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China taps Japan to create single standard in faster car chargers

  • August 23, 2018
  • , Nikkei Asian Review , 4:21 p.m.
  • English Press
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TOKYO — China’s auto sector has chosen to work with its Japanese counterparts to create a common standard in next-generation chargers for electric vehicles, with an eye on the safety features that Japan is known for.


The goal is to develop next-generation chargers with outputs of over 500 kW, or more than 10 times the current standard. That would enable quick charging of high-capacity batteries that power electric trucks and buses, and allow one charging point to accommodate nearly 10 passenger vehicles at once.


China chose Japan’s format because of the similarity to its own standard, as well as the recognition that safety will be key in handling such a large amount of energy.


For the Japanese automotive sector, the tie-up offers a golden opportunity to promote its technology in the world’s largest electric vehicle market, despite fears that the cooperation could end up allowing excessive concentration of technology in China. Sharing a common charging standard would enable manufacturers to produce electric vehicles compatible with both markets and lead to cost reduction.


The Tokyo-based trade group promoting the CHAdeMO eponymous charging standard will sign a development agreement with the China Electricity Council next week in Beijing with the goal of devising a fast-charging standard compatible in both markets.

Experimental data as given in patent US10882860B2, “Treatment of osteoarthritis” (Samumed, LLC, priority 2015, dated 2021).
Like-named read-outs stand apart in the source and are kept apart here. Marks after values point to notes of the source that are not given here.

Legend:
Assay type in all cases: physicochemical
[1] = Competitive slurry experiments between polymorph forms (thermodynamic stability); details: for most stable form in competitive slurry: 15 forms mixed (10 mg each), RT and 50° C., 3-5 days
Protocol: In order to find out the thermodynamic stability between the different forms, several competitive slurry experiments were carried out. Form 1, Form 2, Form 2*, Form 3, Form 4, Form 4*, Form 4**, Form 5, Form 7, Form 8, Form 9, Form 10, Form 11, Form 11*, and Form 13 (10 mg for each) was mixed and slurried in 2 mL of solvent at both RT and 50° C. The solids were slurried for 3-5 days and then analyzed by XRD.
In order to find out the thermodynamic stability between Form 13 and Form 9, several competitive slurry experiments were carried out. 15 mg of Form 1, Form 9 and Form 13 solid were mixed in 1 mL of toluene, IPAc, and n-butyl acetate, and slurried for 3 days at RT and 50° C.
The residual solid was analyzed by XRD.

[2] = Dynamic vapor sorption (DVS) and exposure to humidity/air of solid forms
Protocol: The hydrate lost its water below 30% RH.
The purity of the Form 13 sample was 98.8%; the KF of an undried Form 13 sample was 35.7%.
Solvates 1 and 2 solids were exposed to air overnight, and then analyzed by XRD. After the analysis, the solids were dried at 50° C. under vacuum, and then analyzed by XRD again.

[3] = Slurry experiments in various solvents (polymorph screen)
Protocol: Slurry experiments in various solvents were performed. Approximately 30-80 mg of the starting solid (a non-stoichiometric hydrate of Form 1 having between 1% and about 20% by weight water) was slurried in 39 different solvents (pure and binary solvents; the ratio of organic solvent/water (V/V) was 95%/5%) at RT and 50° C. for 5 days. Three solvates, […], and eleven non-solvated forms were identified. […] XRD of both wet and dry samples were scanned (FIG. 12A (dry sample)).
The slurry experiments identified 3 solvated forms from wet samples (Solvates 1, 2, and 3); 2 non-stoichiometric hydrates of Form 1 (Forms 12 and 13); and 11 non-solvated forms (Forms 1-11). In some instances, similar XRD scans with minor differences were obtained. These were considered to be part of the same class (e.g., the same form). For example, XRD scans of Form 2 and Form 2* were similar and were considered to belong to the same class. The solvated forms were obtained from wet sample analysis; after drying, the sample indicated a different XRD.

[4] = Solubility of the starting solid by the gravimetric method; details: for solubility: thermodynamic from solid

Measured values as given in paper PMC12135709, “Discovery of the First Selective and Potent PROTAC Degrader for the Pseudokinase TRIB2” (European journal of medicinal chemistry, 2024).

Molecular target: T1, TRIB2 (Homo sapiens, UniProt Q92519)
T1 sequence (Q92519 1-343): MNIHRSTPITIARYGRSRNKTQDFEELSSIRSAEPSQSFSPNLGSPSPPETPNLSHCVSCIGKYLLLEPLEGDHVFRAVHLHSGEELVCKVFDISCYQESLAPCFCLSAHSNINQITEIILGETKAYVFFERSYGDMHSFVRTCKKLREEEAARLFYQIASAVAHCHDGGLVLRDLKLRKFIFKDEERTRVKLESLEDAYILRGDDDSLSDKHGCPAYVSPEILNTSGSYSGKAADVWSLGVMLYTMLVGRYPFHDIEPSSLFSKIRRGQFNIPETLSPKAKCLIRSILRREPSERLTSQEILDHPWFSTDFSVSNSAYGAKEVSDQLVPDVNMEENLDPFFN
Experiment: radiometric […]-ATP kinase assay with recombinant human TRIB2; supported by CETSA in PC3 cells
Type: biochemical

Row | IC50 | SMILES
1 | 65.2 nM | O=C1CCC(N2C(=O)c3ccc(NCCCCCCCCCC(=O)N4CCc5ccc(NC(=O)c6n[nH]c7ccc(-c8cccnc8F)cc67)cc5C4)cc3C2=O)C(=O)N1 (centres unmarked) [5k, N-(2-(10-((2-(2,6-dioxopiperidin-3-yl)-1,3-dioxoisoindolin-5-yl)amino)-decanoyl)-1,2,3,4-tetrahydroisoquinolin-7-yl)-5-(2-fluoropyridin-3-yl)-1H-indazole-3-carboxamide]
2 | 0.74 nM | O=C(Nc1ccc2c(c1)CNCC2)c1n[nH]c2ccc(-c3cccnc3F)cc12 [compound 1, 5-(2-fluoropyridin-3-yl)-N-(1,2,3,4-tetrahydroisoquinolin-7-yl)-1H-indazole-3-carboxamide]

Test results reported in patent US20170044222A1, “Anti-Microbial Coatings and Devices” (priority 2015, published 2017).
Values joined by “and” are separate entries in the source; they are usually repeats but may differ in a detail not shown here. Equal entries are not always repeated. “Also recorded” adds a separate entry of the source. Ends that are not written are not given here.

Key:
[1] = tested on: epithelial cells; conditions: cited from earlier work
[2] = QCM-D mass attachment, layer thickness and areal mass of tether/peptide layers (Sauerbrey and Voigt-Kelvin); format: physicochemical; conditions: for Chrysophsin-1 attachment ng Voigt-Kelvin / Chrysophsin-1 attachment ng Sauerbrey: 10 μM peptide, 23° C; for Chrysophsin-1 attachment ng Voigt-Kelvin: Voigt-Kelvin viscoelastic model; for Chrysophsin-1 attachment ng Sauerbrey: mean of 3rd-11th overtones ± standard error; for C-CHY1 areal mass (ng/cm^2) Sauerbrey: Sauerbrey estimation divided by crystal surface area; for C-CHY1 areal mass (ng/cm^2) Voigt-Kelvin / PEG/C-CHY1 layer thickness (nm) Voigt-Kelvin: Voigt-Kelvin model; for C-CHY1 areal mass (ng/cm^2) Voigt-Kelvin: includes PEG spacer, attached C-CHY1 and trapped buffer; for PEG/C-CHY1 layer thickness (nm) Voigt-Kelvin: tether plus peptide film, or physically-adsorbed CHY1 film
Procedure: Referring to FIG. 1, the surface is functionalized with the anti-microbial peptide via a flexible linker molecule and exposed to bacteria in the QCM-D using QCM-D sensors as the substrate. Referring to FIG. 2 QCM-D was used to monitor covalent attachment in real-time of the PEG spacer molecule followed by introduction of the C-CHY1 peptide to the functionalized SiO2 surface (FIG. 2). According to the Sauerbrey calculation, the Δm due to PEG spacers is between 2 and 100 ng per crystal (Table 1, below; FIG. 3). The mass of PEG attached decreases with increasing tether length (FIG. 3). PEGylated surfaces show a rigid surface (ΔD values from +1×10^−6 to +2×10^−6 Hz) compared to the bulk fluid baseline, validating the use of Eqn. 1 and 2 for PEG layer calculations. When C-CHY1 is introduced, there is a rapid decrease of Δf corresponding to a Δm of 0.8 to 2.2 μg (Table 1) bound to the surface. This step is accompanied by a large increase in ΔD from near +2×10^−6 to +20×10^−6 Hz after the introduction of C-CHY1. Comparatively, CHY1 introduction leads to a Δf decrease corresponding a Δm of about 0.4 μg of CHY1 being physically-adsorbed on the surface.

The Chinese side, which developed the GB/T charging standard supervised by the electricity council, approached CHAdeMO. “A proposal from the Chinese arrived around February,” Makoto Yoshida, the secretary general of CHAdeMO, said Wednesday. The group is eager to gain access to Japan’s technology and expertise that support safe, rapid charging.


High-capacity charging equipment for the mass market must come with such safety features as heat-resistant cables and connectors are a must. Nichicon and other Japanese manufacturers produce such components.


“The Chinese side will promote the project as a whole while the Japanese side will provide the technology and know-how,” Yoshida said.


The affinity between CHAdeMO and GB/T helped drive the partnership. Five standards are competing internationally, including the Combo Charging System found in Western nations and Tesla’s proprietary Supercharger system.


Despite the large shares Volkswagen and General Motors control in China’s auto market, the Chinese side ultimately chose CHAdeMO, largely because the Japanese standard uses the same communication format as China for transmitting data between the vehicle and the charger.


One risk involves the prospect of Chinese manufacturers appropriating Japanese technology and know-how.


“This initiative is receiving backing from both governments,” Yoshida said, “and among other things, we agreed that there would be no non-tariff barriers when exporting charging equipment to China.”


Global sales of electric vehicles are expected to reach 11.25 million units in 2035, or about 15 times the 2017 figure, according to Tokyo-based market research firm Fuji Keizai. Though Japan would sell only 450,000 electric autos by that date, China is projected to account for 6.42 million units — nearly 60% of the total.


Given China’s significance as a market, the Japanese side saw the integration of standards as inevitable. Concurrently, China is also drawing international automakers to build plants in the home market. China’s Contemporary Amperex Technology, or CATL, has become the world’s largest maker of batteries for electric vehicles, giving the mainland massive influence over core technologies.


“Unlike with batteries, charging standards will not lead to competitive advantage for vehicles in and of themselves,” said Takaki Nakanishi, president of Nakanishi Research Institute. Japanese manufacturers will need to “carefully ascertain areas of cooperation with the Chinese and areas of competition,” he added.

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